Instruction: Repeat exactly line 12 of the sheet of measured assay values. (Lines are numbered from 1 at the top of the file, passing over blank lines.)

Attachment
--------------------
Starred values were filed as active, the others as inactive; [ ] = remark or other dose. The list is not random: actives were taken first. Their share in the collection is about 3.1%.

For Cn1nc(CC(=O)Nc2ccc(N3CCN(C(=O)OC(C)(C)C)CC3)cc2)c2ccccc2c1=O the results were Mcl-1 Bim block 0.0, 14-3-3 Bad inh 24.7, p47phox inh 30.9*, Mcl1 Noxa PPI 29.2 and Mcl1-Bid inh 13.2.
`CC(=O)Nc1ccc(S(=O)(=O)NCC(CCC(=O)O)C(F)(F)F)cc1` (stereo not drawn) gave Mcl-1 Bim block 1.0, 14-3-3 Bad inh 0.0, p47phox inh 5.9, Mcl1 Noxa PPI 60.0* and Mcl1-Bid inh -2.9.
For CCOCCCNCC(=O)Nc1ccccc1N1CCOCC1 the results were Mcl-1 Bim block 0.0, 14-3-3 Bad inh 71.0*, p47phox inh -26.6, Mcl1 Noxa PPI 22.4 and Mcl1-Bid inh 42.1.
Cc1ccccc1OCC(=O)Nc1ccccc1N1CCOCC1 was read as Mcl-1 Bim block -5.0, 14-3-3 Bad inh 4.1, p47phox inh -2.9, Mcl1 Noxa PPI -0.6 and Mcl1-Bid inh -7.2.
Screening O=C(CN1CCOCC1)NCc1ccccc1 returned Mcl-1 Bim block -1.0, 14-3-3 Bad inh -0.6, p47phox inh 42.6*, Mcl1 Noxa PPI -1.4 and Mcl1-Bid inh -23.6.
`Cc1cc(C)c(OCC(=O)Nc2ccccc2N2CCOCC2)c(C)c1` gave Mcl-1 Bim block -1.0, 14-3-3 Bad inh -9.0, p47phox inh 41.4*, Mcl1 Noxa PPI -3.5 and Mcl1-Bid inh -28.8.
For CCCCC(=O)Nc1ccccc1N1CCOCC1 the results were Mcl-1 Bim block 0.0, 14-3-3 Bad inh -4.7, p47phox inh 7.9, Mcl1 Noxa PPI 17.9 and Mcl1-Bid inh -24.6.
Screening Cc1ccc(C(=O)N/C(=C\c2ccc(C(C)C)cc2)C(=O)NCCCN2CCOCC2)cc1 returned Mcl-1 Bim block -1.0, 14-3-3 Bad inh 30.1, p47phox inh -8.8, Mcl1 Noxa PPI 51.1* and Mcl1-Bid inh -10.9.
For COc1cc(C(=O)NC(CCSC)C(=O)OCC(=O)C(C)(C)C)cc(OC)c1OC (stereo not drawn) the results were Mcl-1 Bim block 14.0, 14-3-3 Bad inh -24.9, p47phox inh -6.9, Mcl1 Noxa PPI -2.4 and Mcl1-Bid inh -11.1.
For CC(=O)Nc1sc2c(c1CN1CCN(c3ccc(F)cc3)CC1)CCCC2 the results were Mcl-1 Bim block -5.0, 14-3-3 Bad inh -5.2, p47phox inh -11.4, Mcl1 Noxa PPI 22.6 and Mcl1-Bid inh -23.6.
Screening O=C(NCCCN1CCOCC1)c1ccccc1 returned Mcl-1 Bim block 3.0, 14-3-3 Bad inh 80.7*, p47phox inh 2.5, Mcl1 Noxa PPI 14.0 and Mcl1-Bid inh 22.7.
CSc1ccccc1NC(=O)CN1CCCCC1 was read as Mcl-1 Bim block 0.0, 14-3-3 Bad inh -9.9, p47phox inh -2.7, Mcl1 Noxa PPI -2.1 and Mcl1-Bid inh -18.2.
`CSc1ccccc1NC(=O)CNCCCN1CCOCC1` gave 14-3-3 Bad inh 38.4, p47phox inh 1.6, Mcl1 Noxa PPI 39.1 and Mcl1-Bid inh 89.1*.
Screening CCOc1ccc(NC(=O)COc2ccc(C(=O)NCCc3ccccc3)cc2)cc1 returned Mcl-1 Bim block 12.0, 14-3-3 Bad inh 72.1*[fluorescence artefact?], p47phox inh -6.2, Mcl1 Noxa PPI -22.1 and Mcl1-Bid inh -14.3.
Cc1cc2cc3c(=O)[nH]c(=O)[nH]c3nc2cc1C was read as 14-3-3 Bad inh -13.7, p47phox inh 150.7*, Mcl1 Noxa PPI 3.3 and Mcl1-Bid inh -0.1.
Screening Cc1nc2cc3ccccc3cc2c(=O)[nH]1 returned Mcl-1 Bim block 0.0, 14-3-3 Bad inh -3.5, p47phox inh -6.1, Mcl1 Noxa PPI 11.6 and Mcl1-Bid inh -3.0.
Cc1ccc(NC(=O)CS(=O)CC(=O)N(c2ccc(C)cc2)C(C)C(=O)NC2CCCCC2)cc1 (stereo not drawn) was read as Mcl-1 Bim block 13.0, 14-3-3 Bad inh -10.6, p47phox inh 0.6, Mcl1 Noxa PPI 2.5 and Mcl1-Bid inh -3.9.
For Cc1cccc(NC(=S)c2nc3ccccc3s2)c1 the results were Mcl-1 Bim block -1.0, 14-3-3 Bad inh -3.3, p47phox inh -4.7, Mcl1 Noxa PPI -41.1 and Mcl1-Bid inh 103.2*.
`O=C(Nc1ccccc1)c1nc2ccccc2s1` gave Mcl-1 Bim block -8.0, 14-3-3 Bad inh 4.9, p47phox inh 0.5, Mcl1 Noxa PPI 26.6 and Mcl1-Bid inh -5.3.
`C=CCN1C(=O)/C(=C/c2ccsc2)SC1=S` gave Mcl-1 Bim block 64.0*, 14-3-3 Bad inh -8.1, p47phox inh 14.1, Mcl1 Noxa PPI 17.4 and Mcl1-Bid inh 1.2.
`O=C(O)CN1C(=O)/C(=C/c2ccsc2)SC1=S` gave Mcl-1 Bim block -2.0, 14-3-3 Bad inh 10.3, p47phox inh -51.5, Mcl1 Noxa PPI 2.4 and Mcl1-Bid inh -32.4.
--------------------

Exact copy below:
Screening O=C(NCCCN1CCOCC1)c1ccccc1 returned Mcl-1 Bim block 3.0, 14-3-3 Bad inh 80.7*, p47phox inh 2.5, Mcl1 Noxa PPI 14.0 and Mcl1-Bid inh 22.7.